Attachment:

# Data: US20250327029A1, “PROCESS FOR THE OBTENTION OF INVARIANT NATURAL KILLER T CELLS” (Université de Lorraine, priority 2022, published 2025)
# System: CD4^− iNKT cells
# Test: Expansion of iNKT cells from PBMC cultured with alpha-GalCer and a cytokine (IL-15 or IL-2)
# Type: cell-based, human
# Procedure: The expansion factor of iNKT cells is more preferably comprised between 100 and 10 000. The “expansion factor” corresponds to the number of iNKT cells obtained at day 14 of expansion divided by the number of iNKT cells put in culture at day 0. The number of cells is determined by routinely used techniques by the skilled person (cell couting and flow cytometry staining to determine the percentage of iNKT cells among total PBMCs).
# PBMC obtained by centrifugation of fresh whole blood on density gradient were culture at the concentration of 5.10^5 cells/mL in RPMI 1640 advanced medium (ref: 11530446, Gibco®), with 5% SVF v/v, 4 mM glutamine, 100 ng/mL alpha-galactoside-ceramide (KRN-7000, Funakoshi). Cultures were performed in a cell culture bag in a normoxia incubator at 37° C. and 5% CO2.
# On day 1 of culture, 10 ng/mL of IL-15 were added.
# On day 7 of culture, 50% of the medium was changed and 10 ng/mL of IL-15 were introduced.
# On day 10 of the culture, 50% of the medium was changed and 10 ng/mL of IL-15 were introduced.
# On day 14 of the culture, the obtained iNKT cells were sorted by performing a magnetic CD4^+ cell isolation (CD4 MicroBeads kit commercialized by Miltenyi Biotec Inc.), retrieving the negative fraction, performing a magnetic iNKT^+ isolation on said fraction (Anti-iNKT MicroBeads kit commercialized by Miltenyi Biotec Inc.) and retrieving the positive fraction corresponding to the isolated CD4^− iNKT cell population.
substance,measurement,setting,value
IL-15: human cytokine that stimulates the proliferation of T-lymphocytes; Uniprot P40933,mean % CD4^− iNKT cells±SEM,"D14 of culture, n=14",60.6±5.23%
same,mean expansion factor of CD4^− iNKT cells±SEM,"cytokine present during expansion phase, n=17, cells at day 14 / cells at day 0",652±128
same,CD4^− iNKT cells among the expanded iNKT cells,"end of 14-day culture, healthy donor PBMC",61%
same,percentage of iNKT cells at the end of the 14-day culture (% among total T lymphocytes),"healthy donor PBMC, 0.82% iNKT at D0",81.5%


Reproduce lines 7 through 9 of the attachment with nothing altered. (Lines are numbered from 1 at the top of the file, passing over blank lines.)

# On day 1 of culture, 10 ng/mL of IL-15 were added.
# On day 7 of culture, 50% of the medium was changed and 10 ng/mL of IL-15 were introduced.
# On day 10 of the culture, 50% of the medium was changed and 10 ng/mL of IL-15 were introduced.